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In fact, pledged Hallmark employee donations to the United Way in 2017 increased from $1.27 million in 2016 to $1.36 million in 2017. In addition, employee participation in the Kansas City area increased more than 5 percent. At Crayola, senior leadership is also heavily involved and supportive, as CEO Smith Holland served on

the United Way of the Greater Lehigh Valley campaign cabinet in 2017. He joined Pete Ruggiero, executive vice president of global operations and information technology, who has served as chairman of the board for the chapter since July 2016, and Bonnie Hall, vice president of global quality, who chairs the United Way’s investment committee.

HALLMARK 2017 SOCIAL RESPONSIBILITY REPORT


Approximately 40 Crayola employees served as champions for their workplace campaign, leading peer-to-peer advocacy and solicitation, volunteer fundraising initiatives and communication throughout the company about the campaign. “There is such a strong spirit of giving throughout our portfolio of businesses,” said Amy Winterscheidt, national volunteer manager, Hallmark Corporate Foundation. “Our employees are made aware of needs in the community, and they always step up to give generously.” Company support is year-round, from offering one of the most generous matching corporate donations to serving on its board of directors, volunteering for United Way causes and even designing and developing marketing materials for the citywide campaign. n

From left, Hallmark President Dave Hall, actress Holly Robinson Peete and United Way of Greater Kansas City CEO Brent Stewart at the United Way chapter's kickoff event in September 2017. Peete is an actress, philanthropist and motivational speaker who also appears on Hallmark Channel.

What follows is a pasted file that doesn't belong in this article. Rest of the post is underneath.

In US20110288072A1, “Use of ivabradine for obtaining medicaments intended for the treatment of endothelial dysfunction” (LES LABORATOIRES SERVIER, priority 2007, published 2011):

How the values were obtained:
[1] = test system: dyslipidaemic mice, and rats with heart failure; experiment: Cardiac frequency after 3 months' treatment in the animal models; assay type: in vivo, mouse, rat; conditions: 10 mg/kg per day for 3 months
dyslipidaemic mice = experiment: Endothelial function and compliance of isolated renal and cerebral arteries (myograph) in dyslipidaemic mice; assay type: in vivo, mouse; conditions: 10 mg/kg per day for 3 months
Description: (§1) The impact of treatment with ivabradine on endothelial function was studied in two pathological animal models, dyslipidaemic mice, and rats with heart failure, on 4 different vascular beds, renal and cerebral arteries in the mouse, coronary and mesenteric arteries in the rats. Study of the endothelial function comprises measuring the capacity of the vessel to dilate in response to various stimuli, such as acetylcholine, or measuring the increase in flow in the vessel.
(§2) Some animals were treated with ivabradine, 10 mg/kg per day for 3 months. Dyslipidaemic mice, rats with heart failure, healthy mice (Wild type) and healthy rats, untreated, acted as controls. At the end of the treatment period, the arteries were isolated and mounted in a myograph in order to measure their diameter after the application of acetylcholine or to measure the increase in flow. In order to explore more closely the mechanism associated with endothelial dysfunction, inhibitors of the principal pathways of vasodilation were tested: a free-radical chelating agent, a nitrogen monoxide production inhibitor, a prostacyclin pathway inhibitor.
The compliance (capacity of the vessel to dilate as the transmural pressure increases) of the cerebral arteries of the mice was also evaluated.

No. 1 Hallmark was the top giver to the United Way of Greater Kansas City in 2017

$2.3mm Total donation to United Way of Greater Kansas City in 2017 plus an additional $773,500 pledged at other Hallmark locations to their respective United Way chapters

+5% Increase in employee participation in the Kansas City area

“ There is such a strong spirit of giving throughout our portfolio of businesses. Our employees are made aware of needs in the community, and they always step up to give generously.”

A M Y W I N T E R S C H E I DT N AT I O N A L V O L U N T E E R M A N A G E R , H A L L M A R K C O R P O R AT E F O U N D AT I O N

LEADING BY EXAMPLE

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COMMUNITY

Girl scouts of northeast Kansas and northwest Missouri take part in an outreach camp partially funded by Hallmark. At camp, scouts build leadership skills, participate in team-building activities and develop a deep appreciation for nature.

Supporting Strong Women

F

or 40 years, Hallmark supported the Girl Scouts in their mission to build “girls of courage, confidence and character, who make the world a better place.” In 2017, Hallmark was humbled to receive the Girl Scouts’ Corporate Philanthropy Award in recognition of its longtime commitment. “Corporate leaders such as Hallmark, who provide financial support and exceptional volunteers, are vital for the Girl Scouts to reach girls in and around Kansas City,” said Joy